Please consider downloading the latest version of Internet Explorer
to experience this site as intended.
Tools Search Main Menu
UHS Site Menu

University Counseling Center

Academic Faculty: Classroom Climate and Prevention

What part do we play in UR becoming a sensitized and responsive community to distressed students?

As human beings, we all have…

  • Unique personality and communication styles
  • Particular approaches to dealing with others
  • Differing needs for structure / flexibility
  • Unique set of strengths and areas of needed growth
  • Differing ability to handle conflict
  • Certain biases

As teachers, we all have…

  • Expertise in out field
  • A desire to educate and, perhaps, help students develop holistically
  • Differing years of teaching / mentoring experience
  • Unique classroom / lab management styles
  • Power to influence students – wanted or not
  • Differences in desire/ interest / ability to work with students beyond the curriculum / academics

How do these characteristics blend

They are the basis for how we…

  • View ourselves and others
  • Create our unique classroom / lab environment (set a tone)
  • Interact with colleagues and out students
  • Problem solve situations that arise
  • Are aware of and use “teachable” moments”
  • Model adult behavior and responsibility

At our best, we can…

  • Create a positive (safe and stable) environment where students can learn and grow
  • Enhance student learning and self-confidence
  • Set and example for appropriate interactions with others
  • Use “teachable” moments to model for and help student grow in responsibility and maturity
  • Help students become self-advocates
  • Encourage students to take responsibility for their behavior and reap the associated rewards and /or consequences

At our worst, we can

  • Create a negative (unsafe/unstable) environment
  • Hamper student learning and decrease their self-confidence
  • Model or create inappropriate or antagonistic interactions with others
  • Incite or intensify problems rather than resolve them
  • Impede students taking responsibility for and experiencing consequences of their behavior
  • Blame/shame/humiliate students unnecessarily
  • Leave colleagues open to criticism for following policies and procedures when we do not

Prevention – what can you do?

  • Model and expect students to utilize good stress management skills (adequate sleep, eating health etc.)
  • Offer “stress-buster mini-workshops” during high stress times of the semester (we are glad to come to your classes to provide this)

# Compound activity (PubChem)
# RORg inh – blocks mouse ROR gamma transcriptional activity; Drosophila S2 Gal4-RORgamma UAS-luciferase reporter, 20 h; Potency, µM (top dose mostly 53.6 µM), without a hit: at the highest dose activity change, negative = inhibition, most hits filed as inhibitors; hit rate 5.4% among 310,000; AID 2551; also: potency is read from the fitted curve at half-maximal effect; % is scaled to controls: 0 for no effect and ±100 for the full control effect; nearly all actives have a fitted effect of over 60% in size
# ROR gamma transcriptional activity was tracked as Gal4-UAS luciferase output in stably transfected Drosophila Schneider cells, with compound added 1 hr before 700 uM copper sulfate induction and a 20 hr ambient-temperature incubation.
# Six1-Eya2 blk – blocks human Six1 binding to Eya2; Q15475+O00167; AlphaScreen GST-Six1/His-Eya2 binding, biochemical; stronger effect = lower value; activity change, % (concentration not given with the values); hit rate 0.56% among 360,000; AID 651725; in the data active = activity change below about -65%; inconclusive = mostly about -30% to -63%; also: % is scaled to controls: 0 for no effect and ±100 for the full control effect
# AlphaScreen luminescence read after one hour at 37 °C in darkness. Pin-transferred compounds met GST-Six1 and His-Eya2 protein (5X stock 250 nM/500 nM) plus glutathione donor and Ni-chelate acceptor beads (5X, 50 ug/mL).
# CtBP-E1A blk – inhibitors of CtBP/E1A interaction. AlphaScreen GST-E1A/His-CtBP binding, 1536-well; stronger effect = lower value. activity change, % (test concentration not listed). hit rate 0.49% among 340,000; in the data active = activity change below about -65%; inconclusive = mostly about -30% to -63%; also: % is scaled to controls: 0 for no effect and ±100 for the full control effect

• Phase feedback positively/constructively whenever possible
  • Understand that some students lack basic “life skill” and are playing “catch up” in many developmental areas
  • Create opportunities for “connections’ in your classroom/lab and work to engage the withdrawn or socially isolated students
  • Encourage students with disabilities to self-identify and utilize accommodations
  • Refer students to time management and study skills
  • Check in with your students regularly and create a climate where it is safe for students to come to you if they are getting “overwhelmed”
  • Encourage use of office hours and help sessions

Intervention – What can you do?

  • Prepare – set aside time to talk
    • Consider what you want to address
    • Ask ourselves
      • What else might be going on for this student?
    • Approach the situation with a willingness to understand/”presumed innocence”
    • Remind ourselves of the goal of this interaction
      • To problem solve
      • To reduce negative behavior
  • Privacy – Talk in private when you and the student have time and are not preoccupied
    • Give undivided attention
  • Honesty – Be direct with your concern and identify that which concerns you
    • Express your concerns in behavioral, non-judgmental terms
      • “I’ve been concerned about you lately. You seem kind of down and withdrawn. I’ve noted you’ve not been coming to class regularly, and when you do, you seem preoccupied and uninvolved. Your last paper was a C+ and you usually do A work”
      • ‘Lately you’ve seemed on the edge. I notice you’re increasingly argumentative in class. I’m concerned about you.
        VS
        “You keep skipping class. You’re going to fail if you don’t watch it”

Guide Table of Content

Addendum